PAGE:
We recently completed a home school (or home office if you will) room in an industrial farmhouse style. We decided to make a shiplap wall and it’s seriously the easiest project. There are a million different tutorials on this but I feel like this is a pretty surefire way to go. This method of ‘shiplap’ is very cost effective and will produce a more rustic, farmhouse style planked wall.
I’ve done it with masonite (that dark brown very thin and cheap cardboard like material) and while it is achievable, it’s just a tad too thin to be held up with brad nails so you end up using glue on the back which is not ideal. I’ve also done it with tongue and groove which I really liked but you end up with a ‘V’ groove in between and the wider planks are a great deal more expensive. I like the narrower 1/4″ tongue and groove planks for small spaces like bathrooms or whatnot. I feel like large walls need wider planks.
You could buy 1/4″ plywood as well but it was about twice the price of underlayment and since you’re painting it, you really don’t see a difference anyway.
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- 1/4″ underlayment ripped to 6″ strips
- Sand paper
- Nail gun
- Stud finder
- Quarter Round
- White paint
- Nail hole putty
First got our supplies by having Home Depot rip 3 sheets of 4×8 1/4″ underlayment to 6″ strips. We actually almost only needed two but couldn’t quite make it. Underlayment is kind of a ugly pink color. We had everything else on hand so it might cost you more if you have to buy the other things. But then you’ll have them for the next time! You can never have too many tools.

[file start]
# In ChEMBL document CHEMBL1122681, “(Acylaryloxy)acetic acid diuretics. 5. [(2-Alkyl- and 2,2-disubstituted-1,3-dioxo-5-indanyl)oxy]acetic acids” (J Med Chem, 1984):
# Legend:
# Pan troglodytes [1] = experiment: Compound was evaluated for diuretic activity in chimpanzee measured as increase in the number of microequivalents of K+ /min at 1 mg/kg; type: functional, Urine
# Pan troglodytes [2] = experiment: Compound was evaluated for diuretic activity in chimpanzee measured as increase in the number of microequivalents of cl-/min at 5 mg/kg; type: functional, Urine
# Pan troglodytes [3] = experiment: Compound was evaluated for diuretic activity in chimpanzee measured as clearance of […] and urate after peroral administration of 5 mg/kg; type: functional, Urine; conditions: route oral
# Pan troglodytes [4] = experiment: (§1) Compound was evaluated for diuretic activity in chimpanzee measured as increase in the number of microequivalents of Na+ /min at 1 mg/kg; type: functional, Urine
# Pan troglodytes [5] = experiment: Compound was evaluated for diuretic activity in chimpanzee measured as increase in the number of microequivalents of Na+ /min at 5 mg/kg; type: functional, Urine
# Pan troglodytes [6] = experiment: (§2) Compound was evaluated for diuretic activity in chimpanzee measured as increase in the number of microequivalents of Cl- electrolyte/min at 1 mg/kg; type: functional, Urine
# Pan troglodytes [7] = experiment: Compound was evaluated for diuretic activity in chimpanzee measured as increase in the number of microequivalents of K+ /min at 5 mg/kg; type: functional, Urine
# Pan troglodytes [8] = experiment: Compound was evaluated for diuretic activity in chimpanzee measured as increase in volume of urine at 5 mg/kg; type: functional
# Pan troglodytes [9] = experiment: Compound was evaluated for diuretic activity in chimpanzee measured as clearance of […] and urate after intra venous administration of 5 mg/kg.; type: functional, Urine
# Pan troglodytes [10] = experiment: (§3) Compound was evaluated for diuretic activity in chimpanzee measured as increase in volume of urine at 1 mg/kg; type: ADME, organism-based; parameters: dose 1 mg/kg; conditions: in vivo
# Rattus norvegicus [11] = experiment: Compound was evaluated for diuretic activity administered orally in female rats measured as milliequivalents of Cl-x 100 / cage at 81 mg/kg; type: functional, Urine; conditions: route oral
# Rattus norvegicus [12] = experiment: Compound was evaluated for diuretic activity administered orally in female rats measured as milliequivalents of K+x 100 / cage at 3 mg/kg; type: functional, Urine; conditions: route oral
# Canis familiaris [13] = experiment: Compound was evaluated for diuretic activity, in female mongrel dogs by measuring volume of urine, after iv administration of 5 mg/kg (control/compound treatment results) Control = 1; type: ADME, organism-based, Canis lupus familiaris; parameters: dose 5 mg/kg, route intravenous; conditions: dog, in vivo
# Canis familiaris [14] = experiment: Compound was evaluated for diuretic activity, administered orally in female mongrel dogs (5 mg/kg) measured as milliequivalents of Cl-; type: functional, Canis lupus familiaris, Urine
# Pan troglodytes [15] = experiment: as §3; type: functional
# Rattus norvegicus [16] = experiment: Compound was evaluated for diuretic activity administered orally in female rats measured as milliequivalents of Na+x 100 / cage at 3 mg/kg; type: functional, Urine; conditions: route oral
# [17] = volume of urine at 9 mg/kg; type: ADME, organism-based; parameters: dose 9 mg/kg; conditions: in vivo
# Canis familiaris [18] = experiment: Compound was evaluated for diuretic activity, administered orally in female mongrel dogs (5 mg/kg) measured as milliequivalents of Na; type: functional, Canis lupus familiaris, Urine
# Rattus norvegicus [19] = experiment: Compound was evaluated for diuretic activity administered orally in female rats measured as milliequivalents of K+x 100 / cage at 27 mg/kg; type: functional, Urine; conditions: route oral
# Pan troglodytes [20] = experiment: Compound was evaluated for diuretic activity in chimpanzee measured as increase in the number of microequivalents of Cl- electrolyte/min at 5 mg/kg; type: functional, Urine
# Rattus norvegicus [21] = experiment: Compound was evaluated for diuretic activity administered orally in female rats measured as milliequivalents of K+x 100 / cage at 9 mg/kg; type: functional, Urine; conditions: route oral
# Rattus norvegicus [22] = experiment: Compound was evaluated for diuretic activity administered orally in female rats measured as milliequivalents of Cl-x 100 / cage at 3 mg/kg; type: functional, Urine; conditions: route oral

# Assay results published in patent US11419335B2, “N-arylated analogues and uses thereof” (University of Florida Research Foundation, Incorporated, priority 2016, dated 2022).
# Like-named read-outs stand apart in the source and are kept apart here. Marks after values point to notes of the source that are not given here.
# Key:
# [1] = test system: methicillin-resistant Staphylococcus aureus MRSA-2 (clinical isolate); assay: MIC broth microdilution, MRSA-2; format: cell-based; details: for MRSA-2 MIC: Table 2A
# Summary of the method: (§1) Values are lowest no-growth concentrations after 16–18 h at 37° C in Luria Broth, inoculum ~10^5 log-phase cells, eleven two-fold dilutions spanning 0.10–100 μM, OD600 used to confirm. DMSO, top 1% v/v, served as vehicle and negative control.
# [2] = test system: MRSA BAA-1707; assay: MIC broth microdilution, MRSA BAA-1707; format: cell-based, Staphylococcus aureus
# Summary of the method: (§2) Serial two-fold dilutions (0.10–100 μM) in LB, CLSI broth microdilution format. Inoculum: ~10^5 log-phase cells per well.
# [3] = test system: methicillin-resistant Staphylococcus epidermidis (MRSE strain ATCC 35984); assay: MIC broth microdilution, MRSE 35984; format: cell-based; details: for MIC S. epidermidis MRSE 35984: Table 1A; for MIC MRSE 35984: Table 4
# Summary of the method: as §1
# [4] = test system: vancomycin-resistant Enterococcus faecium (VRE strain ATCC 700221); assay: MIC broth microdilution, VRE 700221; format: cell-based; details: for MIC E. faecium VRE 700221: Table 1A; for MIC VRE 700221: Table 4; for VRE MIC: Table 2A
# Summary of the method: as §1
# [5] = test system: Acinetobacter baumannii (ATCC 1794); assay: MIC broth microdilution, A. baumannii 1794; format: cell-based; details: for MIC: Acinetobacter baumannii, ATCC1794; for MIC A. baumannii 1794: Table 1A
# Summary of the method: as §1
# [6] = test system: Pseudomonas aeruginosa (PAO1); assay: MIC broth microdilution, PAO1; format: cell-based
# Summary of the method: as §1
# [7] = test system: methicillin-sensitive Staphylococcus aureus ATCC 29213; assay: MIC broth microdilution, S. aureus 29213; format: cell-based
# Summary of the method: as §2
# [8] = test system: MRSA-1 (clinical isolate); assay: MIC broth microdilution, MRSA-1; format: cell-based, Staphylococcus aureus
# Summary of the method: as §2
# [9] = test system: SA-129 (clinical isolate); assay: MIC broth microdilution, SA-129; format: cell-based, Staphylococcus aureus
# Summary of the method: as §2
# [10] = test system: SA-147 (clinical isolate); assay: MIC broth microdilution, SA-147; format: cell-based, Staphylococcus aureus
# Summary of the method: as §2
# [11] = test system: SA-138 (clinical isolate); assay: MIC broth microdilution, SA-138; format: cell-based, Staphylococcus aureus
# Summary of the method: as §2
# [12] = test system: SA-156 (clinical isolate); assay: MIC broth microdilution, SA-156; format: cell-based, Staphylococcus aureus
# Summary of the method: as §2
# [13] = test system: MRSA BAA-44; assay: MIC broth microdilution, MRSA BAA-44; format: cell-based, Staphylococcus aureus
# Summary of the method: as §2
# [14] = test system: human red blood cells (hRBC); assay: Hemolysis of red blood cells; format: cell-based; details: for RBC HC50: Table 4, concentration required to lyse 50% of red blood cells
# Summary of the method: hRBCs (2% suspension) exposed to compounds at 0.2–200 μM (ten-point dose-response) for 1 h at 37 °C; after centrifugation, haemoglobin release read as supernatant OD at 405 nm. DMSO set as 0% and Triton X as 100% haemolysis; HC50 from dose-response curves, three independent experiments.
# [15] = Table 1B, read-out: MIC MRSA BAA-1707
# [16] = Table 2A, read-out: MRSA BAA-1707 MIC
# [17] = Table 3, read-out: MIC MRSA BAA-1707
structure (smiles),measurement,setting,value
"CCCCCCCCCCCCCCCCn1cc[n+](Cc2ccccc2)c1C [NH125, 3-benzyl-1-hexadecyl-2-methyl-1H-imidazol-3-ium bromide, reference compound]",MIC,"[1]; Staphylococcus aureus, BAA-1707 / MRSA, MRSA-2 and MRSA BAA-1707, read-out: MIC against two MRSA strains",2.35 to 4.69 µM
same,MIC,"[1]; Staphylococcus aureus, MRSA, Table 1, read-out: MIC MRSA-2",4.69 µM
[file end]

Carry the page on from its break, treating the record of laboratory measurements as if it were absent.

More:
When we got home, we sanded each piece on the edges so they would be smooth. Then we started at the bottom and made sure it was level. We removed each outlet cover and pulled the actual outlet out a bit so it would sit out more. We marked all the studs and then shot nails into the studs.
We used a jigsaw to cut around the outlet, close enough that the planks would slide under the outlet plate. We used nickels as spacers. When we reached the top we had to rip the top piece a little bit narrower to fit. You might want to take this into account and start at the top rather than the bottom. We used quarter round to hide the uneven edges, then my friend filled nail holes, painted it white and another wall.
It can be tricky to paint shiplap because of the gaps so here are a few tips:
- Try using a paint sprayer to spray all the gaps first.
- If you don’t have a paint sprayer, just use a smaller brush to brush the gaps.
- For any places where the paint gets thick and stuck in the gaps, use a skewer to smooth it down.
- Use a foam roller to achieve a smooth finish.
That’s it! It goes up pretty fast, the longest part is painting. I’m getting ready to do this shiplap wall treatment in my dining room and I’m super excited!
For other details on this room, read my Industrial Farmhouse Home School Room post.